A return trip to the Keukenhof garden in Holland and what a spectacular place it is. The brilliant thing about this garden is how competently it is run – from the regular busses from the airport and central Amsterdam to the friendliness of the staff to the cleanliness of the park, the Keukenhof is a fine example of Dutch efficiency. Hardly surprising, since in 2016 it welcomed over a million visitors and judging by this year’s crowds, 2017 will probably beat that figure.
Each year the Keukenhof themes the planting and this year was all about Dutch design which they describe as ‘Dutch sobriety combined with innovative solutions’. Hmm. I noticed the Mondrian style bulb mosaic )sorry no photo) but especially loved the abundant planting throughout the park.
An expansive garden surrounded from the harsh winds that whip across the bulb fields by a belt of mature trees, there are streams and woodland areas, a lake and everywhere, winding paths though thousands and thousands of tulips. There is even a windmill and this year, a new visitor centre welcomes the many visitors. There are additional indoor areas too, with displays of spring flowers amid cafes and gift stalls.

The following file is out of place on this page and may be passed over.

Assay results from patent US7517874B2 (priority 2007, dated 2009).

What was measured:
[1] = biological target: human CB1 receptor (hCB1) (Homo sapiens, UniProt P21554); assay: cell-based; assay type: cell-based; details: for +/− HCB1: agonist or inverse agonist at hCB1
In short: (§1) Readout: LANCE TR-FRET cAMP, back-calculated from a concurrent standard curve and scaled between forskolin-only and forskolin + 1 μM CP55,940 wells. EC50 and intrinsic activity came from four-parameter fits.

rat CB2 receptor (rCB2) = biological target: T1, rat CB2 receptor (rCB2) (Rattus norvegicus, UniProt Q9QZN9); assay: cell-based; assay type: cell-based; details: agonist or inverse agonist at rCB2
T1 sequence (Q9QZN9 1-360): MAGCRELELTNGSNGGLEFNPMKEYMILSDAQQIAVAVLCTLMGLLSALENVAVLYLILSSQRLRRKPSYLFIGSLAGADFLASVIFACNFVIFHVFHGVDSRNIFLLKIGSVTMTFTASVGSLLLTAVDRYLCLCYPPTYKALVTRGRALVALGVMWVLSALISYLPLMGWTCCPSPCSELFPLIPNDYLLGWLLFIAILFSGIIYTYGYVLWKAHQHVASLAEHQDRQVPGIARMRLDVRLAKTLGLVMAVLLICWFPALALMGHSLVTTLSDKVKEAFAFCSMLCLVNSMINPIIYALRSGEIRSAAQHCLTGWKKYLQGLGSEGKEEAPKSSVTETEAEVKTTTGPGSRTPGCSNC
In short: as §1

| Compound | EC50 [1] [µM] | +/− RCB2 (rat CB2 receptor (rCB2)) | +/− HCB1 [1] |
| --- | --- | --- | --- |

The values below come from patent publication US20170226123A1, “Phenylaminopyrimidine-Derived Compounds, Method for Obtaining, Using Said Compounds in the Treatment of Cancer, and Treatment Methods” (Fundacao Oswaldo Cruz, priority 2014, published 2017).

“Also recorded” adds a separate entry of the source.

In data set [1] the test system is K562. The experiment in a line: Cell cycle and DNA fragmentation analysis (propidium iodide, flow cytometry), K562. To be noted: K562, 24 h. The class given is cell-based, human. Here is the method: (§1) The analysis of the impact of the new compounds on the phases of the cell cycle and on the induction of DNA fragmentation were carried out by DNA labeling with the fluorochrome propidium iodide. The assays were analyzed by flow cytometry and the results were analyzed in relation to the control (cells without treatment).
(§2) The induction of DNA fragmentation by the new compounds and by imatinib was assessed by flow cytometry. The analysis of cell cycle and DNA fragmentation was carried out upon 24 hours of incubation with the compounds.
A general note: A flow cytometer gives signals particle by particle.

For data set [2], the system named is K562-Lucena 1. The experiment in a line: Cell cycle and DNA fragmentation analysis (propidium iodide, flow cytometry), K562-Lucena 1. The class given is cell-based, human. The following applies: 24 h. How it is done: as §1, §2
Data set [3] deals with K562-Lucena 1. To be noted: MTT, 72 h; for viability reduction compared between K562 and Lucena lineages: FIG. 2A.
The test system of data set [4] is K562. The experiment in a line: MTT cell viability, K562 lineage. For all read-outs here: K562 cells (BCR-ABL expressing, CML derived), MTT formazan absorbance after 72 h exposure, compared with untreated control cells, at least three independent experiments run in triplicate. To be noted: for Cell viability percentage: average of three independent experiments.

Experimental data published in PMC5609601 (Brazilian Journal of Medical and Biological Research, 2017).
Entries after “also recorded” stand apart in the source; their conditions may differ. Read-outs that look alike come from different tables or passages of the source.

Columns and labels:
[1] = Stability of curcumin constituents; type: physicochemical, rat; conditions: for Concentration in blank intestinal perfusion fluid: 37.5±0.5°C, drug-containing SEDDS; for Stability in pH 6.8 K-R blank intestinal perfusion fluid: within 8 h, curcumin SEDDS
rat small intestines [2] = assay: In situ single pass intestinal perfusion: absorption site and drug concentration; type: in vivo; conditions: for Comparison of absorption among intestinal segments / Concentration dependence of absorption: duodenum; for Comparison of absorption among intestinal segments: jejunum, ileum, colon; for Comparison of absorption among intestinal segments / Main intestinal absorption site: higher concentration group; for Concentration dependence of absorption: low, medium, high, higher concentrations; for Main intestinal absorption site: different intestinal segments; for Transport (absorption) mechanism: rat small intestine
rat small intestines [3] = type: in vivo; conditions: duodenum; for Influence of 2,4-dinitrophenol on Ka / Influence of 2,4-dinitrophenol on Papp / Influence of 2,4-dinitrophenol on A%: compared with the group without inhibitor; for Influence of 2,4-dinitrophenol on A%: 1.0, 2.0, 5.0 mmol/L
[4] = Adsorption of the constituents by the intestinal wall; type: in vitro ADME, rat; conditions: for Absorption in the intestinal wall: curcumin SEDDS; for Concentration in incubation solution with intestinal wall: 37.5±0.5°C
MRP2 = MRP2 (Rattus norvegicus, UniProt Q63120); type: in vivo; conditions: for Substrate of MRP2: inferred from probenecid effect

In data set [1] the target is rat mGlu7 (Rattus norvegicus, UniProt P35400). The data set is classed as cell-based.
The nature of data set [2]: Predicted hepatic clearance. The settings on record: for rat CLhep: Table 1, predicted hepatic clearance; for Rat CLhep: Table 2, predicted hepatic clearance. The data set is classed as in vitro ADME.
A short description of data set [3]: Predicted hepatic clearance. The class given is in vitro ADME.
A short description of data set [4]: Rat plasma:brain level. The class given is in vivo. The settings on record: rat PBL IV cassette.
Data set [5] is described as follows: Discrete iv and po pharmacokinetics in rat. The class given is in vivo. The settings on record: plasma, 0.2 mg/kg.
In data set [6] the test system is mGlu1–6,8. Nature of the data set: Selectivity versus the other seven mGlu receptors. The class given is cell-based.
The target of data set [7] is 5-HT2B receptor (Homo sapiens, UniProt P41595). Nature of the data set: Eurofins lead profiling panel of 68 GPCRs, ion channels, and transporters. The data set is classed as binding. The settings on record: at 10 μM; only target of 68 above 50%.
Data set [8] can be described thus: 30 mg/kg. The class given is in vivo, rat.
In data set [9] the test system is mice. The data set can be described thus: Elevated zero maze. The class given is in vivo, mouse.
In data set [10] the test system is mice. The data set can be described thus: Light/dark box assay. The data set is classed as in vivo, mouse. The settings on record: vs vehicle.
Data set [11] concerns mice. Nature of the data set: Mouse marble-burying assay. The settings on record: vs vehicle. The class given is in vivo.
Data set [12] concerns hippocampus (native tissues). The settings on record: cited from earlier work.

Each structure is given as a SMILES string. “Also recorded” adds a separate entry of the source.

The Keukenhof is a showcase for Dutch bulb growers with different sections of the garden informing the visitor which bulb grower was responsible for each display. Most of the bulbs were helpfully labelled although a frustrating number were not – annoying when you are visiting with a garden photographer who needs the plant labels for reference.
However park-like the setting, the planting was far removed from the municipal park style that one might expect. Complimentary shades, startlingly clashing colours and inspirational ideas were everywhere.
Whilst in the area, a stop off at the Museum de Zwart Tulp (The black tulip museum) in Limmen is a must for anyone interested in the history of tulips and tulip growing in Holland. Although small, the museum is packed with information, paintings, old photographs and implements from the days when tulip farming was done entirely by hand. There was even a short black and white film about preparing bulbs for export in those days. Apologies that not all my photographs are labelled, I got a bit carried away with my camera and forgot to note some of the varieties! (although bottom left is Belle Epoque). Finally, if you have ever entertained the romantic notition of cycling through bulb fields, you can do that too. Bike hire is available right beside the garden for you to explore the flat paths beside the dykes and bulb fields that make the area so famous.